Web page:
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Sufjan Stevens. Marzuki Stevens
When Sufjan Stevens released 2005's Illinois, the second in his purported series of records about each of the 50 states, devoted fans gobbled up copies and eagerly awaited the next installment. Would it be about California? Maybe New York? What about Kansas or Georgia? In the end, nothing came next. The years passed, and Stevens eventually confessed that the whole "states" project was a promotional gimmick he never intended to finish.
For fans who fell in love with Stevens' loving and exhaustively researched odes to Michigan and Illinois, seeing the project die a slow death was heartbreaking. Sure, when you did the math, it was a comically impossible goal. Even if Stevens released an album every year, he'd be in his 80s before he finished. But he was so prolific and seemed to write such beautiful and evocative songs so effortlessly, that a lot of people (myself included) believed he could actually pull it off.
This summer, things seemed to only get worse for fans when Stevens gave sporadic interviews implying that he might retire from music all together. He publicly questioned the point of making music and said he no longer felt the need to share it with anyone. But then he followed this news by releasing a new "EP" (its eight songs add up to an hour's worth of music) called All Delighted People. Then, less than a week later, he announced plans to release yet another new album, The Age of Adz, on Oct. 12, and embark on a new tour.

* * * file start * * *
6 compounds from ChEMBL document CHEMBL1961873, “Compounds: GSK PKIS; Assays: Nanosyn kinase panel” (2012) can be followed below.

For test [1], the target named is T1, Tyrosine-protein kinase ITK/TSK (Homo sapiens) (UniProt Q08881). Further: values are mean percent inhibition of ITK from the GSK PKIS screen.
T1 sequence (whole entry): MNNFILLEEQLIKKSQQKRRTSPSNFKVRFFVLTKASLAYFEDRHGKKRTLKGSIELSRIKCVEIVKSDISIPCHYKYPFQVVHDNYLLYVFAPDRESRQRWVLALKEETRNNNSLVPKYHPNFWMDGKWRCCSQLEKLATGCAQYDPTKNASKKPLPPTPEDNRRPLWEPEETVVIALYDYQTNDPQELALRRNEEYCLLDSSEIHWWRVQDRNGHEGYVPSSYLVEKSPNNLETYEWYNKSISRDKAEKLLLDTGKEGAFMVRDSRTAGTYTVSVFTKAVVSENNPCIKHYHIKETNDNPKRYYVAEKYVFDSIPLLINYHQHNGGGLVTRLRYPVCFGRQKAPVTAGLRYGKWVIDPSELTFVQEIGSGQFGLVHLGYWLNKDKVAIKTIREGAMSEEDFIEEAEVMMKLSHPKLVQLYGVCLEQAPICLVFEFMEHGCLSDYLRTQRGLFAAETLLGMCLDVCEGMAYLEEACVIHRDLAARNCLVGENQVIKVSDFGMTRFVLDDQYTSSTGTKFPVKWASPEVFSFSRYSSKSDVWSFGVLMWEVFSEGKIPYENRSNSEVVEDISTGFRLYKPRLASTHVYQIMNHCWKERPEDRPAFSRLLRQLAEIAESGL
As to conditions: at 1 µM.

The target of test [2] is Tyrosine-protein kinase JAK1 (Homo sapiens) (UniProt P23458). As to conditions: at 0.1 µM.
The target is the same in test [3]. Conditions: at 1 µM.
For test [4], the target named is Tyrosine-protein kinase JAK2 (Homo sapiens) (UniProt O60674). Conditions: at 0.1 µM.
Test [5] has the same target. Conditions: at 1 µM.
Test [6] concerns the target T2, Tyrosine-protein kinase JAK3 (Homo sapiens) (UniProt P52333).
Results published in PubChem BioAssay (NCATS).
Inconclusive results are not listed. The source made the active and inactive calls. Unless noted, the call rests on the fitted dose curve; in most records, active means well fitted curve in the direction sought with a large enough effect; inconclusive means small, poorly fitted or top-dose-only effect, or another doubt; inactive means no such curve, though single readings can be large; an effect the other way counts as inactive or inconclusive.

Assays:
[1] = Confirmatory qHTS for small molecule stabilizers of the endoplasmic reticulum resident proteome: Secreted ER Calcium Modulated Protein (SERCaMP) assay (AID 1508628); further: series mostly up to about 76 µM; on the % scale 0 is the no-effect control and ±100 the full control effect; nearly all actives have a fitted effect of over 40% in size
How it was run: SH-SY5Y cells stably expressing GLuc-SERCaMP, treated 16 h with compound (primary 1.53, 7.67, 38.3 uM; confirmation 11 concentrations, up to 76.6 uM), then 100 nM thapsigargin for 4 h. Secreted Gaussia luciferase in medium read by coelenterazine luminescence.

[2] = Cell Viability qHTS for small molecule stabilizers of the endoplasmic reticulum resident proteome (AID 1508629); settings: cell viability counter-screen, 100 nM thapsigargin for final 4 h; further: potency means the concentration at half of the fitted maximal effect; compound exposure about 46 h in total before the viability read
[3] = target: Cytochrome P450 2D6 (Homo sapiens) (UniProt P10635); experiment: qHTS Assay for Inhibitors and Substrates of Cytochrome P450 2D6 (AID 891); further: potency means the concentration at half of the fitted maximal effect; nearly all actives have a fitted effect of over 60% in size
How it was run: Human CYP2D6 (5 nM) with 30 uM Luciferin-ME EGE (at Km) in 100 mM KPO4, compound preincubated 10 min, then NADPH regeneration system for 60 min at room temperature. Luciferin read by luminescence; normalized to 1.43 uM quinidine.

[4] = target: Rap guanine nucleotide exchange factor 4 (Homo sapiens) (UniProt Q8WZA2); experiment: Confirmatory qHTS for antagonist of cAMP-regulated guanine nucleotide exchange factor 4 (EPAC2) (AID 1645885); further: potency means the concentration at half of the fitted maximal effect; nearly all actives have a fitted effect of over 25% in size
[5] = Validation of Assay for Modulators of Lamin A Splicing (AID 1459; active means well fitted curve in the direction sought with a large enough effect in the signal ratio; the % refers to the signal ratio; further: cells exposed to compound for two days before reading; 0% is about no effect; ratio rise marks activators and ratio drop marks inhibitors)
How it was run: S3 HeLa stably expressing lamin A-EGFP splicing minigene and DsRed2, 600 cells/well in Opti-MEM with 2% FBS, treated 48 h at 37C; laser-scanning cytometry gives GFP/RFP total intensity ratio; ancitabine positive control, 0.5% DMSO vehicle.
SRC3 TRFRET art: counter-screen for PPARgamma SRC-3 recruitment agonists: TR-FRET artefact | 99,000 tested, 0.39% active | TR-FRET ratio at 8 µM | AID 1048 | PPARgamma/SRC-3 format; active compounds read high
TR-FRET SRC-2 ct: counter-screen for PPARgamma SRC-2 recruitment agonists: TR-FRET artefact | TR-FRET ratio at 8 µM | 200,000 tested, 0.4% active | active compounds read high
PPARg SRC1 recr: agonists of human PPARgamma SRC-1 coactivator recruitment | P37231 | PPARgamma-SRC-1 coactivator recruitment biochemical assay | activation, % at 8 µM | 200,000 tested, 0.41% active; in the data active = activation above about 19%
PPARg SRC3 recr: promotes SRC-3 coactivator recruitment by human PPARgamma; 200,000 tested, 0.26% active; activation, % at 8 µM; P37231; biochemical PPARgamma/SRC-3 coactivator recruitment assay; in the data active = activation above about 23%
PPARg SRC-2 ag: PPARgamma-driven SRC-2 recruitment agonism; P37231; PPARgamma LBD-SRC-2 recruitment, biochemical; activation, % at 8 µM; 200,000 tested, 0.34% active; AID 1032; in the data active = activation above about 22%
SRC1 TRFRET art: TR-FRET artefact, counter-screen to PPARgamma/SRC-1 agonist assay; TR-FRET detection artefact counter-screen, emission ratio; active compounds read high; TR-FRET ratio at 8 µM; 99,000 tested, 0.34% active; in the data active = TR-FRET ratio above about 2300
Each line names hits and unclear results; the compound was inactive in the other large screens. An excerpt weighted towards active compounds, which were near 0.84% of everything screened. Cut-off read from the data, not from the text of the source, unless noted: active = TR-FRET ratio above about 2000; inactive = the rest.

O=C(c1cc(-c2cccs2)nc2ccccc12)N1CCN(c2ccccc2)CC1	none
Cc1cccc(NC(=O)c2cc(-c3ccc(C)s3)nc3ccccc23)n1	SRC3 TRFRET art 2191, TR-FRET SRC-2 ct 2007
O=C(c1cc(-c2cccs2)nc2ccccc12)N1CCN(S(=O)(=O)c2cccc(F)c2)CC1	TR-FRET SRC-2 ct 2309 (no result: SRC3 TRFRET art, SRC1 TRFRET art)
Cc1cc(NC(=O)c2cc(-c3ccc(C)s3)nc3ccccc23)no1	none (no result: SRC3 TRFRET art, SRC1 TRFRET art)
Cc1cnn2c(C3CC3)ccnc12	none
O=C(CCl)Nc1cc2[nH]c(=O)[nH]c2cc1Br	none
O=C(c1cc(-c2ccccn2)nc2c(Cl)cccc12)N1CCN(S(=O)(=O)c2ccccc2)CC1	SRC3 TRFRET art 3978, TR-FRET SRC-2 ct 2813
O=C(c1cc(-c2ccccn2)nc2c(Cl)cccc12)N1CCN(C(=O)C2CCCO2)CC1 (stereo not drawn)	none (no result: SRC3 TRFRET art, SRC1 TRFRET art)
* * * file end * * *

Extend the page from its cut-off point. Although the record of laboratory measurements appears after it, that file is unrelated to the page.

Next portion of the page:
So the good news is that Stevens is back. The bad news, for fans who only want to hear more of the same, is that his new EP and album show that he has little interest in rehashing his old sound. On The Age of Adz, Stevens replaces delicately plucked banjo lines, wispy vocals and sentimental melodies with glitchy soundscapes, hip-hop beats and heavily filtered vocals. As an added touch, he soaks the whole thing with a warm, deep wash of reverb. It's a bold move, and it pays off incredibly.
The Age of Adz opens with "Futile Devices" (is that a nod to his trademark sound up to now?), a relatively spare track that would fit alongside much of Stevens' earlier work. But the album takes a whiplash turn on the second cut with "Too Much," a regret-filled love letter layered with so many swirling electronics and drum machines, it sounds more like something from an Animal Collective record. The nine tracks that follow are equally and magnificently orchestrated, showing an inspired artist deconstructing his sound and rebuilding it with grace and flair. And while the mix is unexpected, Stevens retains his gift for crafting songs that are both epic and intimate. The Age of Adz may be a challenge for some longtime fans, but it's also more mysterious and less precious than anything Stevens has made up to now. Stevens has always pushed beyond the staid conventions of pop and rock music, and even if he's given up the "states" project, it's refreshing to see that he still loves the art of sonic adventure.
The Age of Adz will stream here in its entirety until its release on Oct. 12. Please leave your thoughts on the album in the comments section below.